The first thing that struck me was that, in this city with around 25% of everyday trips being made by bicycle, cycling was given equal weight throughout the proceedings to all other modes of mobility. For example, following the initial presentations by the officers and their consultants (more on which later), the audience was given four standing areas to visit and comment, one for each of public transport, private motorised transport, walking, and cycling. In a way, it felt as though cycling was a given in terms of such status, and this time extra efforts were being made to give walking a higher status than previously afforded.
|The Cycling Stand|
At each of these stands, an officer or consultant was on hand to discuss issues with members of the public. Alongside the maps and statistics was a blank canvas. We were invited to fill in different coloured cards with suggestions – blue cards for wishes, green cards for positive aspects of the existing infrastructure that should be build on (Anknüpfungspunkte means something like starting points), and yellow cards for negative comments.
|The Cycling Canvas|
The blue “wishes” cards tend to argue for more space for cyclists, the green for more priority for cyclists, and the yellow identified individual problems – cobbled streets, the technical prohibition of cyclists in the city centre pedestrian zone (most cyclists ignore this), and so on. The consensus seems to be that Bremen has done well in the past, but that now a lot more needs to be done. Much of Bremen’s cycling infrastructure dates back 40 years or more – the first Bremen cycle path was constructed in 1897! Sure enough, the statistics show that, when compared to the large German cities, Bremen has the highest cycling modal share of all. But how to progress?
During the initial presentations, it seemed that there was little critical contemporary evidence about cycling figures, whether they were rising or falling, who was cycling where. The available figures date back to 2008, now nearly 5 years old, and make for interesting reading. They show that, in Bremen as a whole, cycling’s share of all journeys stands at a healthy 25%. In our area, Bremen Mitte, this rises to 28%. Moreover all sustainable travel modes are higher than the Bremen average in our area. In contrast, car use in the city stands at 40%, whilst in Bremen Mitte this falls to just 18%. This is significant.
|Bremen’s Modal Split. Our area is highlighted in red.|
We often hear from politicians in the UK that they are restricted in what they can do for cycling because of the democratic process. The argument goes something like this. “In a democracy politicians have to take the views of the electorate into account. If most voters drive rather than cycle, and cycling is in fact the domain of a few per cent of the population, then clearly the needs of motorists have to take precedence over cyclists. Thus, in a democracy, streets should be designed with the typical voter in mind”.
You would expect, then that in the centre of Bremen, the opposite might be the case. Well here is our street:
Something like 30% of the available street space, once pavement and road are taken into account, is allocated to parking for cars. This is a relatively quiet residential street, and because there are so many cyclists compared to drivers, most of the time cyclists feel safe to use the road, with car drivers accepting they should follow slowly (it is also a 30kph zone). All the same, it does seem rather generous to the 18% to give them so much space simply to park their tin cans.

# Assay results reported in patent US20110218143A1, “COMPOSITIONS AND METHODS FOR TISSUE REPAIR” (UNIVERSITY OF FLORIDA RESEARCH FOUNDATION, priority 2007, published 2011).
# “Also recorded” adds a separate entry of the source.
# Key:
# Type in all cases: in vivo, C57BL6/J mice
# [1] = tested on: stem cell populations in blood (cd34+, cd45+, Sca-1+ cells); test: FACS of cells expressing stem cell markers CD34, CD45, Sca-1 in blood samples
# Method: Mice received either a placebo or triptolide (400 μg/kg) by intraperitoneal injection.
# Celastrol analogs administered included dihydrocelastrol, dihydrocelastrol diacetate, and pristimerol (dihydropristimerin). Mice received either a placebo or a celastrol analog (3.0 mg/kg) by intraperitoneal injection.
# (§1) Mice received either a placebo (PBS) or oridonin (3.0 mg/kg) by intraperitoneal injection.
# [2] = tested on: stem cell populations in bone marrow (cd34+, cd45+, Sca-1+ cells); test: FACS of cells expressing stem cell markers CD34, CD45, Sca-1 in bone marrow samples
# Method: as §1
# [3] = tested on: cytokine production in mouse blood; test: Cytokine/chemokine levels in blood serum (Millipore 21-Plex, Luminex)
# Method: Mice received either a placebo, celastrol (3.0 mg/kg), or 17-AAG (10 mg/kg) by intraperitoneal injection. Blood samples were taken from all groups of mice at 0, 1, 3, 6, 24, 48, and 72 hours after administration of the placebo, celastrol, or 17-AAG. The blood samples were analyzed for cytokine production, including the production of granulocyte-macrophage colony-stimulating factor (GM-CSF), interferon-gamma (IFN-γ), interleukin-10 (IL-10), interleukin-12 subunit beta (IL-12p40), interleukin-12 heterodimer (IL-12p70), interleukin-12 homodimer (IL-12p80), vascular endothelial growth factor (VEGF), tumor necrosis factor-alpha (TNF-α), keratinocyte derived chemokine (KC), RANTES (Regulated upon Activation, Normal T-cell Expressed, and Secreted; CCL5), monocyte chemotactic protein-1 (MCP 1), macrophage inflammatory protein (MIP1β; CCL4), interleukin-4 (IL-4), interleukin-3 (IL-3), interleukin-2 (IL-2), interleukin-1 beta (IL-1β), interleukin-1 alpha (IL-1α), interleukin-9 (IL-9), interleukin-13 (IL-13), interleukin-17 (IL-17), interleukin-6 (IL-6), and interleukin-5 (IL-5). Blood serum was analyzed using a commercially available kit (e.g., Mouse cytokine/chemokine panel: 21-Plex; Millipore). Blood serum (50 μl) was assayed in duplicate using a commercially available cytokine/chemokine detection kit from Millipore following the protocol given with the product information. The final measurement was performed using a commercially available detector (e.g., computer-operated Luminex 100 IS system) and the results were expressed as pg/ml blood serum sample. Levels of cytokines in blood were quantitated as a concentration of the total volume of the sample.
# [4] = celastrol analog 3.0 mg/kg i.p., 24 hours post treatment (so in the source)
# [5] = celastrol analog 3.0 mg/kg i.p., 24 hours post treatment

But the problem becomes acute when we look at the road at the far end of this picture, Sielwall, which is deemed a main through road with a 50kph speed limit.
As this is a busier road with a 50kph speed limit, a cycle path runs along both sides of the road. But as you can see, parked cars tend to edge into the already too narrow path. The blue parking sign at the top of the picture instructs drivers to park partly on the road way and partly on the narrow strip of pavement between cycle path and road. But in practice, drivers move most of their vehicle up on to the pavement, probably in fear of their wing mirror getting clipped. Parking on this stretch of street amounts to around 20 spaces, yet it disrupts the safe flow of traffic for both cyclists and pedestrians alike.
So how does Bremen propose to address these problems? Back at the presentation, there was much talk of cycling as the “new cool”, and of the phenomenon of car-free living, Autofrei Leben, an increasingly attractive option for inhabitants of large cities like Bremen that have good public transport, car sharing schemes, and reasonable cycling infrastructure. No specific target figure for increased cycling was presented, although 30% was mentioned briefly in passing during a summing up. This perhaps reflects the rather imprecise cycling aims that currently appear in the official VEP Plan document:
Interestingly, there is a clear aim in that document to “shift private motorised transport towards public transport“, but there is no apparent equivalent for cycling. It is fair to say that the VEP’s concrete project proposals will be developed over the coming months, so there is an inevitable vagueness about things to date. Moreover, there are a number of wider aims, for example dealing with environmental and urban planning issues, that suggest that cycling has a wider role to play. But even so, there is surely space for a clearer cycling strategy at this stage.
Bremen is often characterised as a “leading” cycling city, on the verge of becoming classified as a “cycling champion” or “pioneer” (the German national Cycling Plan’s term) by the professionals. Indeed, the EU-funded PRESTO project has already done so. In these circumstances, perhaps two questions need to be asked. First, how do we keep existing cyclists happy on their bikes? Second, how do we raise that modal share figure further? According to Germany’s current National Cycling Plan, pioneer municipalities like Bremen have little need for promotion – cycling as an everyday means of transport is self-evident – but rather needs to concentrate its efforts on infrastructure projects.